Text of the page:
What are neural substrates of this embodiment? Research on the conceptual or embodied metaphor theory (Lakoff and Johnson, 1999; Williams et al., 2009; Lakoff, 2014) provides suggestions about the neural underpinnings of embodied cognitions. Conceptual metaphors are different from linguistic metaphors. While linguistic metaphors are obviously present in language, conceptual metaphors mean understanding and experiencing one kind of thing in terms of another (Lakoff and Johnson, 1980). Numerous studies demonstrate how those embodied metaphors build a scaffold and guide our everyday behavior in an unconscious way (Lakoff and Johnson, 1999). An example is the moral purity metaphor, which binds moral purity and physical cleanliness (Zhong and Liljenquist, 2006). Studies on this metaphor have demonstrated that hand washing make us judge subsequent scenarios describing moral transgressions as less severe (Schnall et al., 2008). Hence, abstract thoughts about morality can be unconsciously grounded in sensory experiences. What are neural substrates related to these conceptual metaphor effects? Several studies determined primary motor and especially primary somatosensory cortices as crucial neural underpinnings of the embodied cognitions (Lacey et al., 2012; Schaefer et al., 2014). For example, it has been demonstrated that the moral-purity metaphor is related to sensory brain areas (Schaefer et al., 2015; Denke et al., 2016). This is also in line with recent theories on embodied simulation processes. Simulation here means that the retrieval of conceptual meaning involves a partial re-enactment of sensory and motor experiences (Gallese and Lakoff, 2005). The above-mentioned imaging studies provide support for this assumption.
But how can primary somatosensory areas be linked to embodied metaphors? In the traditional view those brain areas are known to represent primary modalities. Thus, the classic understanding of the primary somatosensory cortex is to reflect touch on the body surface in a more or less mechanical way (Kaas, 2008). However, recent findings in neuroscience draw the attention to more complex functions of the primary somatosensory cortex, pointing to a role for the somatosensory cortices in perceiving rather than reflecting touch on the body surface. Moreover, these brain areas seem to include even social perceptions such as empathy (Keysers et al., 2010; Schaefer et al., 2012). In his neural reuse theory, Anderson argues that brain areas may be involved in different neural partnerships depending on tasks and circumstances (Anderson, 2014). According to Anderson, “neural reuse” refers to a form of neuroplasticity, in which neural elements originally developed for one purpose are put to multiple uses. Embodied metaphors are examples of how our brain uses old strategies in new ways. Hence, higher-order cognitive processes such as moral thinking may be just recombinations of more simple and basic unconscious brain processes.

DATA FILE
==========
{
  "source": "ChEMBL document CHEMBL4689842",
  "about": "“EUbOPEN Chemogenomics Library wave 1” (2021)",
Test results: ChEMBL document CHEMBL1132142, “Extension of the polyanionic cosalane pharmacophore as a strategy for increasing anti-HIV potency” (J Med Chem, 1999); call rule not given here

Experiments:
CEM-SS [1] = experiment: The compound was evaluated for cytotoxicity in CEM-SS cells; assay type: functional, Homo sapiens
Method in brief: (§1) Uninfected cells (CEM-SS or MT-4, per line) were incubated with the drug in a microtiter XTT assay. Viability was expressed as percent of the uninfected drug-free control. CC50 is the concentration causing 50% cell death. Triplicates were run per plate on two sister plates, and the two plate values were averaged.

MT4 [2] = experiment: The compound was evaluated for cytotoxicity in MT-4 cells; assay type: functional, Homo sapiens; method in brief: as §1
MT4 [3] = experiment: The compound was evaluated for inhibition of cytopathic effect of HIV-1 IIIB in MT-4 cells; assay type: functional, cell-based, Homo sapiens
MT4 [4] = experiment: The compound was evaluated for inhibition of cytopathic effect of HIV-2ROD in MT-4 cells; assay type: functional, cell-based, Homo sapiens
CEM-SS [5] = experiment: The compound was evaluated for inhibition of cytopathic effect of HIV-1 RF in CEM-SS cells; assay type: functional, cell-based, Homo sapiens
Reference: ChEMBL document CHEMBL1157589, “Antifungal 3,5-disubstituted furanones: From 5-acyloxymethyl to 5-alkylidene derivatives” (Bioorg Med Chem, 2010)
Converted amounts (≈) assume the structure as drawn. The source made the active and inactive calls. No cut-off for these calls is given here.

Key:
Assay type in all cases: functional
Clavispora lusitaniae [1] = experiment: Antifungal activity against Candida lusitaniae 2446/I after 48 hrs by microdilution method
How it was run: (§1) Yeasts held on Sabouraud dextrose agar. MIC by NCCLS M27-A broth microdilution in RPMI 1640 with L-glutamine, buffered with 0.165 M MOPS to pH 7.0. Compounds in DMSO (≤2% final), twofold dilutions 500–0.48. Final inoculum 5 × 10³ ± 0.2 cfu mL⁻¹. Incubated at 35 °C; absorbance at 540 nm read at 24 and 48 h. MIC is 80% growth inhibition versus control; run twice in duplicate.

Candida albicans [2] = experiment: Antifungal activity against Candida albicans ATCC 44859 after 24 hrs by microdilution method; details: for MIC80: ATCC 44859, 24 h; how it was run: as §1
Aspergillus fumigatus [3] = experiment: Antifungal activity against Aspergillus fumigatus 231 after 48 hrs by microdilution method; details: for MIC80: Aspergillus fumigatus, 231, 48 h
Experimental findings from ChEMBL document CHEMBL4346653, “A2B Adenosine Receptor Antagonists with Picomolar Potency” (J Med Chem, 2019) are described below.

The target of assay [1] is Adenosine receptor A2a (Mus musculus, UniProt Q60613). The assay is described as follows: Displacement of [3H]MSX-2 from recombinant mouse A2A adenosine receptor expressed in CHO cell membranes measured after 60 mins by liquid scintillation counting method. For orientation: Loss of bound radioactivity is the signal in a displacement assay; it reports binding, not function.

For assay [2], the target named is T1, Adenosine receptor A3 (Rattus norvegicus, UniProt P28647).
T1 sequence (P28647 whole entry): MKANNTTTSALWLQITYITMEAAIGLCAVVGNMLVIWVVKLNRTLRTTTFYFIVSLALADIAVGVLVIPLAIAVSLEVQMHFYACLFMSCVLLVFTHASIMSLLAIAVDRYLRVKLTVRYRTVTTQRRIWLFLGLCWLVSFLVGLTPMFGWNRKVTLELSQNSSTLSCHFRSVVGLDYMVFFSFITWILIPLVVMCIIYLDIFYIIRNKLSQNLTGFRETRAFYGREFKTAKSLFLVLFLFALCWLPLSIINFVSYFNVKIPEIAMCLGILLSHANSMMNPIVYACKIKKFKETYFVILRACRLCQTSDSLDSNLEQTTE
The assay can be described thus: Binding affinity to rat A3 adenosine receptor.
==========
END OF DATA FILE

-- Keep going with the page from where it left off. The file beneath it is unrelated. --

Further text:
The brain areas representing the embodied self (in particular the sensorimotor brain areas) are different from the ones we have mentioned to be engaged in the CMS. We suggest that, while the CMS represent a conscious self, brain structures engaged in embodied cognitions might be related to an unconscious self. At least part of this unconscious self may be based on sensorimotor brain areas. We further assume that both parts of the self are consistently interacting.
But aren’t we often conscious about sensorimotor activation? And doesn’t this speak against a role of the sensorimotor brain areas for unconscious parts of the self? In fact, we are frequently aware of sensorimotor activation. However, often this activation is also automatic and unconscious. Again, we argue with Anderson that brain areas can have multiple roles. Based on the theory of embodied cognitions we assume that many conceptual metaphors (e.g., cleanliness and moral purity) were once learned consciously and now represent an unconscious link in our self (Lakoff and Johnson, 1980).
The suggestion of a conscious self and an embodied self as an unconscious self that provides a link to our body experiences raises a number of problems. We will here discuss only one major point, which refers to the way the conscious self may be related to the embodied self. In contrast to Descartes’ suggestion, previous work has described this self as a brain based structure and organization, rather than a mental or physical entity located somewhere in the brain (Northoff, 2013). This conscious self as a structure or organization is related to both the body and the social world.
How can we imagine these relationships? When we describe the self as structure and organization we understand it as a system. But the concept of the embodied self states that the self or cognition is not an activity of the mind alone, but is distributed across the entire situation including mind, body, environment (e.g., Beer, 1995), thereby pointing to an embodied and situated self. How can a system include also its environment? According to the British philosopher and mathematician Georg Spencer-Brown a system is defined by its border, which not only separates the system from the environment, but also is the way a system is defined in the very first beginning: draw a distinction and a universe comes into being (Spencer-Brown, 1969).